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Children's Health

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Facts About Hand-Foot-and-Mouth Disease

Hand-foot-and-mouth disease, or HFMD, is caused by a virus. Symptoms include ulcers, or sores, inside or around the mouth, and a rash or blisters on the hands, feet, legs, or buttocks. And while it's not pleasant, it also isn't serious.

Anyone can get the disease, but children under 10 are most likely to catch it. You can take steps to ease the symptoms while it runs its course, though.


What Causes It?

The viruses that cause hand-foot-and-mouth are named coxsackievirus a16 and enterovirus 71. In fact, you might hear your child’s doctor refer to it as the coxsackie virus.

Your child can catch hand-foot-and-mouth through contact with someone who has it, or from something that's been in contact with the virus, like a toy, tabletop, or doorknob. It tends to spread easily in the summer and fall.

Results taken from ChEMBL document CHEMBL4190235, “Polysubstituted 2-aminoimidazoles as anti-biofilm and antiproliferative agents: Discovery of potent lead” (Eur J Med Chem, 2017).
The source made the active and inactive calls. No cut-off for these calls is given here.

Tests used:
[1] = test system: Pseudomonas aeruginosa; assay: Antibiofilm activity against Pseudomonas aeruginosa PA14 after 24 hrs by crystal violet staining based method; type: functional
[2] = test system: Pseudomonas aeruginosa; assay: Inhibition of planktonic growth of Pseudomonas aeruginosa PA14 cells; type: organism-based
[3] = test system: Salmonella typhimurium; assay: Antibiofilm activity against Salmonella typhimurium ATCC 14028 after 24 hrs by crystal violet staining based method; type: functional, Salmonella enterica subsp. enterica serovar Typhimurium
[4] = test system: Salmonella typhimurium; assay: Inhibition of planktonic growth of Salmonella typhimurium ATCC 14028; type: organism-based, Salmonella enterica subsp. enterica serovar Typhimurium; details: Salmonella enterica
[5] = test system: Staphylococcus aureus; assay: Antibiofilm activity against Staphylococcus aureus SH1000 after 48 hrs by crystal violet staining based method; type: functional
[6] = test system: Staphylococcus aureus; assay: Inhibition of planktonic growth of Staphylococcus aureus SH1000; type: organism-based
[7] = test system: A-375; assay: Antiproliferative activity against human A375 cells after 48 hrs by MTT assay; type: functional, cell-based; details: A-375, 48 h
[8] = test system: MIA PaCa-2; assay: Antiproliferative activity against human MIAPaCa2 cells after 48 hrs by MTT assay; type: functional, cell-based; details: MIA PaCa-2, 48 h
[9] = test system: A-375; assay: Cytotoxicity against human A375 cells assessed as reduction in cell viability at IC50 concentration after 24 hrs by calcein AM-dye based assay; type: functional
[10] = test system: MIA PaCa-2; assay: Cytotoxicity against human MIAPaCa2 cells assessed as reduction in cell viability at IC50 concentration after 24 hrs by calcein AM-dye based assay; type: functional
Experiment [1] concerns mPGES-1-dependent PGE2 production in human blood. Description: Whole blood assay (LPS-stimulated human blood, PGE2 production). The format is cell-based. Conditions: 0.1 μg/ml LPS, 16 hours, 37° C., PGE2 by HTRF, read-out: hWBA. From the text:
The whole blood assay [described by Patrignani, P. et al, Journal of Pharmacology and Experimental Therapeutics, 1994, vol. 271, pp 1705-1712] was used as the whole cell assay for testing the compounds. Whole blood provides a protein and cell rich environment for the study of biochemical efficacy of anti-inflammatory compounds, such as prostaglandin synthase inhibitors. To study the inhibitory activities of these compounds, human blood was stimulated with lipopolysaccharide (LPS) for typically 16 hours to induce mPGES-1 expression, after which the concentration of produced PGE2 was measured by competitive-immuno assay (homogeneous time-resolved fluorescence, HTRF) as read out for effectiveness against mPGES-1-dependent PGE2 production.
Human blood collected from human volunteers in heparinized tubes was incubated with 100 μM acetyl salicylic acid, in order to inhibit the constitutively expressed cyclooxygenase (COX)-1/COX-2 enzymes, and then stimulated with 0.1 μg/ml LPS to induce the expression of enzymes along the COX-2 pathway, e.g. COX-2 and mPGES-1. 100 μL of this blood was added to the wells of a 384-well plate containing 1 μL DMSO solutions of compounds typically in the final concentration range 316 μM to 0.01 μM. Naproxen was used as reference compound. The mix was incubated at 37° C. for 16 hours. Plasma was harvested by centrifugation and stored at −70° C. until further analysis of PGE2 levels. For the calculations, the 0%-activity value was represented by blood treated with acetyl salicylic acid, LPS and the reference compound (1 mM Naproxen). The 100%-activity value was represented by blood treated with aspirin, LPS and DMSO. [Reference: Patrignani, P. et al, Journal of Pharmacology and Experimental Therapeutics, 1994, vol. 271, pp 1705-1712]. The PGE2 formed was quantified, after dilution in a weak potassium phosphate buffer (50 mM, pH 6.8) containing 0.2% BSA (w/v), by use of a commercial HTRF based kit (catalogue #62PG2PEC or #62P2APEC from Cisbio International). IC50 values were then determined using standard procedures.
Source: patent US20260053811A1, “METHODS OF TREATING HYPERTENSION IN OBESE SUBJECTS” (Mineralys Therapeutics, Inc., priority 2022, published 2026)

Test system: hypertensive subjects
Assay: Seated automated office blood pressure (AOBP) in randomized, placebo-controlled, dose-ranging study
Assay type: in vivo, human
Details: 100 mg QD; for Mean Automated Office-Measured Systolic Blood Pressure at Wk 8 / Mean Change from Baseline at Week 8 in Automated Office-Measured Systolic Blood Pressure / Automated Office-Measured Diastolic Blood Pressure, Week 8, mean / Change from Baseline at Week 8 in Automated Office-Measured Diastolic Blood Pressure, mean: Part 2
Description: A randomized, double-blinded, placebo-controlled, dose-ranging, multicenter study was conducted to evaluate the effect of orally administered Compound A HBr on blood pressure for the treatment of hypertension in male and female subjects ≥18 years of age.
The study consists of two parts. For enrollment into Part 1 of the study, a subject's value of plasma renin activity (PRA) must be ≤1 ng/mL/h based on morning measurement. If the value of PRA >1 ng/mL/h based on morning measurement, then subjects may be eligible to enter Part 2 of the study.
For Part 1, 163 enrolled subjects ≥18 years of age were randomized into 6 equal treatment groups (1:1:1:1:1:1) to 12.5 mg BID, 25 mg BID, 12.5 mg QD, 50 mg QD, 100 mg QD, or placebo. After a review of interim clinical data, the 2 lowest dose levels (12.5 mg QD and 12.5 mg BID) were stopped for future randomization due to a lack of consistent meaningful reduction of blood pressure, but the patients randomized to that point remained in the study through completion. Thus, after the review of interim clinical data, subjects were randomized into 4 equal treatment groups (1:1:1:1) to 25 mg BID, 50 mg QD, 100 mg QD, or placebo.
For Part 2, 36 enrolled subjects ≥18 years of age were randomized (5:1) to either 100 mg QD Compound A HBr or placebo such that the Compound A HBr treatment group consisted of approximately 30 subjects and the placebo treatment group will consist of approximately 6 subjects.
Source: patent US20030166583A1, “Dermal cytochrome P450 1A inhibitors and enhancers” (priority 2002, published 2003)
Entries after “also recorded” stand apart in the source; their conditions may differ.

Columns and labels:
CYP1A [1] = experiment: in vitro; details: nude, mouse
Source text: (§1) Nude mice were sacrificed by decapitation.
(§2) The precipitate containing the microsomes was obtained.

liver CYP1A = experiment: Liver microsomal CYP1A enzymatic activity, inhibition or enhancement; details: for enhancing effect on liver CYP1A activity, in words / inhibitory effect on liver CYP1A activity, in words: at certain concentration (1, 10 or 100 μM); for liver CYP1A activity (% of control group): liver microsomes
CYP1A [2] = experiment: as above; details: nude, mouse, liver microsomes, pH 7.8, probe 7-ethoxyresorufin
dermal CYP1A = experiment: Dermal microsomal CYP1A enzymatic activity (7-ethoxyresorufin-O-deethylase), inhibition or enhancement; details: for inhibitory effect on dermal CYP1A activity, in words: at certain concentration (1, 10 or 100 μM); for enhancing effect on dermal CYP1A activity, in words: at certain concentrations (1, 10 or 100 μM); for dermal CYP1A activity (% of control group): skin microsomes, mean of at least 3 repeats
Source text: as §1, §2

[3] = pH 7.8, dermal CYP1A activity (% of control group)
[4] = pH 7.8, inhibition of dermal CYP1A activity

Early symptoms may include fever and a sore throat. Painful blisters similar to cold sores can show up on the inside of your child's mouth or on his tongue.

He might get a rash on the palms of his hands or the soles of his feet a day or two after the first symptoms appear. This rash may turn into blisters. Flat spots or sores may pop up on the knees, elbows, or buttocks. He could have all of these symptoms, or only one or two.

Mouth sores can make it hurt to swallow, so be sure your child gets enough water and calories.

How Is It Diagnosed?

Your doctor will ask about your child’s symptoms and look at any sores or rashes. This is usually enough to decide if it’s hand-foot-and-mouth disease with no extra tests. But he might take a throat swab or a stool or blood sample to be sure.

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